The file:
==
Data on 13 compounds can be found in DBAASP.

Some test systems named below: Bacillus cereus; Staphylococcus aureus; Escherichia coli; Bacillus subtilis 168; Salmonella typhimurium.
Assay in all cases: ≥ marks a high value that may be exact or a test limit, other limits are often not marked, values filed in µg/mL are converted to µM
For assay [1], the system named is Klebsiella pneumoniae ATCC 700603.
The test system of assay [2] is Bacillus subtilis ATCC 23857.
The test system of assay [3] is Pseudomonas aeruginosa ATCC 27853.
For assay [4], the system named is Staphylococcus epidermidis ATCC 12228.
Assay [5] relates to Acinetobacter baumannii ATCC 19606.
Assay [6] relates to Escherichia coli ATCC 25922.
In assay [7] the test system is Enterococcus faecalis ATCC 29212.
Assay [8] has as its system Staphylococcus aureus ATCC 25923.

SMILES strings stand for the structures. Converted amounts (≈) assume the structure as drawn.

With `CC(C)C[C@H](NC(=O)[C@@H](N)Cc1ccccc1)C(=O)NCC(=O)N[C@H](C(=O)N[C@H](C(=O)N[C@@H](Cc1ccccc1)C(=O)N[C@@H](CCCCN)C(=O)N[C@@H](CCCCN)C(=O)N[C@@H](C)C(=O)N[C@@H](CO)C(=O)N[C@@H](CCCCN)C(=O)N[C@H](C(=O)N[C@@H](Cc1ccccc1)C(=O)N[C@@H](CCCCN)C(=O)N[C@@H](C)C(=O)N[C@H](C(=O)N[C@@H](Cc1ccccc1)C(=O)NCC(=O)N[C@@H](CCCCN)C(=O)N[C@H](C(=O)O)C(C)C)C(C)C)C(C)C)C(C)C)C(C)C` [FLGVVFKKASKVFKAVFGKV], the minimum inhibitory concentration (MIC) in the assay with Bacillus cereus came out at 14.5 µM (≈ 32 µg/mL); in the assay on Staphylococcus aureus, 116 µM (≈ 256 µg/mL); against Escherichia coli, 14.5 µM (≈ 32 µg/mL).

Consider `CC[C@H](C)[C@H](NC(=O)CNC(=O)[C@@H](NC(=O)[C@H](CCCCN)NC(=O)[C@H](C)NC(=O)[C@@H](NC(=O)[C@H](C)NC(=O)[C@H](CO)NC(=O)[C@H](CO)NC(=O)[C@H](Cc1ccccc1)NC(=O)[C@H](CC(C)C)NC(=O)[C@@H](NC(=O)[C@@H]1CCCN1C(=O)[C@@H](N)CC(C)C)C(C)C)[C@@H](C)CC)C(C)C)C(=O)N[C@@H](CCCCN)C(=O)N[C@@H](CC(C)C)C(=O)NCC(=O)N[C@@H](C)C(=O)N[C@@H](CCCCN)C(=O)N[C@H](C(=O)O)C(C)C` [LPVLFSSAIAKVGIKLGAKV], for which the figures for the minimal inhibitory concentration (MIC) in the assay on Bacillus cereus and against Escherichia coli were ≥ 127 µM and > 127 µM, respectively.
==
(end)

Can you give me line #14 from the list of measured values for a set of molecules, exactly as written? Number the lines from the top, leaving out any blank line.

Consider `CC[C@H](C)[C@H](NC(=O)CNC(=O)[C@@H](NC(=O)[C@H](CCCCN)NC(=O)[C@H](C)NC(=O)[C@@H](NC(=O)[C@H](C)NC(=O)[C@H](CO)NC(=O)[C@H](CO)NC(=O)[C@H](Cc1ccccc1)NC(=O)[C@H](CC(C)C)NC(=O)[C@@H](NC(=O)[C@@H]1CCCN1C(=O)[C@@H](N)CC(C)C)C(C)C)[C@@H](C)CC)C(C)C)C(=O)N[C@@H](CCCCN)C(=O)N[C@@H](CC(C)C)C(=O)NCC(=O)N[C@@H](C)C(=O)N[C@@H](CCCCN)C(=O)N[C@H](C(=O)O)C(C)C` [LPVLFSSAIAKVGIKLGAKV], for which the figures for the minimal inhibitory concentration (MIC) in the assay on Bacillus cereus and against Escherichia coli were ≥ 127 µM and > 127 µM, respectively.